Last post on Nov 17, 2009 at 5:19 PM
You are in the Classic Cars
What is this discussion about?
#2 of 11 Re: Outdoor storage and rust [tomgreever]
Nov 15, 2009 (7:46 pm)
Yes, it'll get worse, there is always some moisture around. If you can remove the rust, do it. I've heard of folks coming back to their car after several years to a much worse condition than the one they left.
Nov 16, 2009 (6:26 am)
Right, that makes sense. So if I remove the rust, perhaps even apply a rust-away product, and then prime it... Does new rust form even without exposed metal and direct exposure to moisture?
I guess I'm trying to figure out how cars rust in the first place. My guess it's mostly from a scratch down to the metal and then direct exposure to moisture. So I'm thinking if I make sure there is no exposed metal, then there's a good chance I won't find any new rust on it in 5 years. Am I thinking about it correctly?
Because my other option is to put it in my garage, but I don't want to do that. At this point, I don't see much difference in building a small shed for it, versus putting it in my garage (in terms of exposure to elements).
#4 of 11 Re: Ok [tomgreever]
by MrShift@Edmunds HOST
Nov 16, 2009 (6:32 am)
You have another issue. If you cover a car, moisture will rise up from the ground, get trapped in the cover, and then when the sun comes out, it will "boil" the little droplets and created little pits in the paintwork. These in turn will turn into hundreds of little rusty pits all over the surface of the car.
Covers are, ironically, the WORST thing for a car outdoors.
Is this some rare kind of car that you couldn't ever find again? 5 years is a long time to sit on something and you may be better off just saving up some money the next five years and finding a cleaner example of what you like---especially if the car is not the type that appreciates very quickly (and most aren't these days).
#5 of 11 Re: Ok [tomgreever]
Nov 16, 2009 (7:05 am)
Rust is often call a 'cancer' for cars, it's hard to get rid of. While surface rust can start from a scratch like you said, the bad kind of rust (around fender wells and elsewhere with bubbled paint, etc.) starts from within, with poorly-designed bodies that collect water and dirt and debris. The paint breaks down and rust begins. Getting rid of it requires lots of work.
Nov 16, 2009 (7:08 am)
The problem is that if the rust gets fairly deep, you can just bead-blast it. This merely covers the rust holes over, like peening with a hammer, and they will re-appear. With very rusty metal, you have to chemically dunk it. This has its own problems, because if you hot tank the frame, it's hard to get all the chemical out, and after you restore the frame, the chemical can seep out and ruin your work.
Nov 16, 2009 (7:19 am)
Yes, I have considered that about using a cover (that moisture gets trapped underneath). I think at this point I am going to build a sturdy enough "shed" for it, with a roof and walls but with no floor. And then I won't cover it with the tarp. And I will go ahead and get rid of the rust as best as I can for now. There's not too much.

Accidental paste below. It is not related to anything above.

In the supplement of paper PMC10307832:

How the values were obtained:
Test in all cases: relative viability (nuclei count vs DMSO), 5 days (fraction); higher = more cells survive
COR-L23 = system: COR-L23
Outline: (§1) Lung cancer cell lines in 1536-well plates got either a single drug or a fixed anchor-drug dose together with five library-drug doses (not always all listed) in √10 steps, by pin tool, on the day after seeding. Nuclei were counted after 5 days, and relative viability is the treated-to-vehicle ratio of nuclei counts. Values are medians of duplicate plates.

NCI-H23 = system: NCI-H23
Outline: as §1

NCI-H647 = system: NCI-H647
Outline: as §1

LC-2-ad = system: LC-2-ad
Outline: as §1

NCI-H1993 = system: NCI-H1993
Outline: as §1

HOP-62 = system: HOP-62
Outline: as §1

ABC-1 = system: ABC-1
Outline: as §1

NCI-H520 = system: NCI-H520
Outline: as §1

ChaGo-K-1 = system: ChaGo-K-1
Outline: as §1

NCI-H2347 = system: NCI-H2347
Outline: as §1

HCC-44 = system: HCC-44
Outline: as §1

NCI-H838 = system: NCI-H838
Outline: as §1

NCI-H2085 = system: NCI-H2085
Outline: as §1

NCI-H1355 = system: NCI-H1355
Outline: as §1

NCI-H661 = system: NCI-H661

As for the car, yes it's fairly rare in the sense that I've been looking for a specific year and model for many years. They are often either too far away, completely rebuilt and expensive, or parts cars. I happened to find one 30 miles from my home that's the exact make/model and even the color I wanted, with everything in tact - it just needs to be rebuilt. So it's hard to pass up.
Actually, the only reason I'm sitting on it is because I want my boys to be older to help me with it. I could conceivably do some of the body work myself now just to get it in better condition. And maybe I should even consider taking the body apart and storing the pieces in my garage.
#8 of 11 One thing that might help...
Nov 16, 2009 (7:31 am)
is to park the car on top of a plastic tarp or sheet. That will at least provide a barrier between the ground moisture and your car. You'll still have to deal with rain water that gets on top of the plastic, though, although that probably wouldn't be as bad as constant moisture from the ground. Plus, with the plastic tarp, any water that sits on top might evaporate quicker.
As for covering the car, they do make breathable covers. They won't keep rain water off the car, but will help with dust, bird crap, etc.
And if you end up building that shed to keep this car indoors, then in addition to putting down a plastic tarp, you might also want to put a few sheets of plywood down as well, to provide an extra barrier between your car and the ground.
#9 of 11 Re: True [tomgreever]
Nov 16, 2009 (4:11 pm)
i think you need a floor in addition to the shed to prevent moisture from forming under the vehicle surfaces.
i have a vehicle in my driveway (blacktop) that has been there for about 3 months.
every once in a while, i check under the hood to make sure no little critters have started making nests under there.
on a warm day, after a good amount of rain in previous days, i opened the hood (2 weeks since i last looked) and there was a bunch of moisture covering a lot of the areas of the engine bay.
andre, i see you just posted something similar.
#10 of 11 Re: True [explorerx4]
by MrShift@Edmunds HOST
Nov 16, 2009 (5:42 pm)
You need a floor covering AND a small electric fan circulating air underneath.
#11 of 11 Re: True [Mr_Shiftright]
Nov 17, 2009 (5:19 pm)
i'm going to start driving it in about 3 weeks, so it will be all set when my kid comes back from a semester in the land down under.